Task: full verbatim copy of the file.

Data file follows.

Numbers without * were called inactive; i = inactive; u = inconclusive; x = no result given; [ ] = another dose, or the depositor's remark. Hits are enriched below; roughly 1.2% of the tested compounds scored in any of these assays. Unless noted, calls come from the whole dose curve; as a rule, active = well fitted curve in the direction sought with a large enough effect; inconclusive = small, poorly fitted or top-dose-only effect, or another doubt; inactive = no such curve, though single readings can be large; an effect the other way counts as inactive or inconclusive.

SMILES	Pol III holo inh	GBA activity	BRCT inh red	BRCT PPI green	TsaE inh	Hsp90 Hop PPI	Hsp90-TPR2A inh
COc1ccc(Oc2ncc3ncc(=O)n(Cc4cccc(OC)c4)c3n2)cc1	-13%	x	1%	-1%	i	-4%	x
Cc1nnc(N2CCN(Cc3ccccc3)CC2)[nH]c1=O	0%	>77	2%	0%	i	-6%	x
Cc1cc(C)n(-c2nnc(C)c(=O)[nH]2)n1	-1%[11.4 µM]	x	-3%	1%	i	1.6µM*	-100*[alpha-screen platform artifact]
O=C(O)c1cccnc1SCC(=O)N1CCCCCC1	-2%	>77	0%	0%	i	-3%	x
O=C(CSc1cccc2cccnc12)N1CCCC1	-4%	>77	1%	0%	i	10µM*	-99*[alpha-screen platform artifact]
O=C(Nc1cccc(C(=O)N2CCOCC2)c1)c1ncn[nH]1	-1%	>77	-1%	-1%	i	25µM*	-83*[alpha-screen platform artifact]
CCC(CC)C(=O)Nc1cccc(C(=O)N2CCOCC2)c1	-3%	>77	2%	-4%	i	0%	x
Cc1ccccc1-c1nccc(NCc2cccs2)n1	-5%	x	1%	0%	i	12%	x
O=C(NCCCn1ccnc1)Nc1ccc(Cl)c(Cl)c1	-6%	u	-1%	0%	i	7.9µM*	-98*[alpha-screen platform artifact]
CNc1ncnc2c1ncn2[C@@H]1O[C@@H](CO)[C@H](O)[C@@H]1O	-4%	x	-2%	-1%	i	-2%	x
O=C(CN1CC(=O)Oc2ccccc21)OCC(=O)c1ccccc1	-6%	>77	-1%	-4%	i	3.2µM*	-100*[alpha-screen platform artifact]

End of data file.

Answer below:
Numbers without * were called inactive; i = inactive; u = inconclusive; x = no result given; [ ] = another dose, or the depositor's remark. Hits are enriched below; roughly 1.2% of the tested compounds scored in any of these assays. Unless noted, calls come from the whole dose curve; as a rule, active = well fitted curve in the direction sought with a large enough effect; inconclusive = small, poorly fitted or top-dose-only effect, or another doubt; inactive = no such curve, though single readings can be large; an effect the other way counts as inactive or inconclusive.

SMILES	Pol III holo inh	GBA activity	BRCT inh red	BRCT PPI green	TsaE inh	Hsp90 Hop PPI	Hsp90-TPR2A inh
COc1ccc(Oc2ncc3ncc(=O)n(Cc4cccc(OC)c4)c3n2)cc1	-13%	x	1%	-1%	i	-4%	x
Cc1nnc(N2CCN(Cc3ccccc3)CC2)[nH]c1=O	0%	>77	2%	0%	i	-6%	x
Cc1cc(C)n(-c2nnc(C)c(=O)[nH]2)n1	-1%[11.4 µM]	x	-3%	1%	i	1.6µM*	-100*[alpha-screen platform artifact]
O=C(O)c1cccnc1SCC(=O)N1CCCCCC1	-2%	>77	0%	0%	i	-3%	x
O=C(CSc1cccc2cccnc12)N1CCCC1	-4%	>77	1%	0%	i	10µM*	-99*[alpha-screen platform artifact]
O=C(Nc1cccc(C(=O)N2CCOCC2)c1)c1ncn[nH]1	-1%	>77	-1%	-1%	i	25µM*	-83*[alpha-screen platform artifact]
CCC(CC)C(=O)Nc1cccc(C(=O)N2CCOCC2)c1	-3%	>77	2%	-4%	i	0%	x
Cc1ccccc1-c1nccc(NCc2cccs2)n1	-5%	x	1%	0%	i	12%	x
O=C(NCCCn1ccnc1)Nc1ccc(Cl)c(Cl)c1	-6%	u	-1%	0%	i	7.9µM*	-98*[alpha-screen platform artifact]
CNc1ncnc2c1ncn2[C@@H]1O[C@@H](CO)[C@H](O)[C@@H]1O	-4%	x	-2%	-1%	i	-2%	x
O=C(CN1CC(=O)Oc2ccccc21)OCC(=O)c1ccccc1	-6%	>77	-1%	-4%	i	3.2µM*	-100*[alpha-screen platform artifact]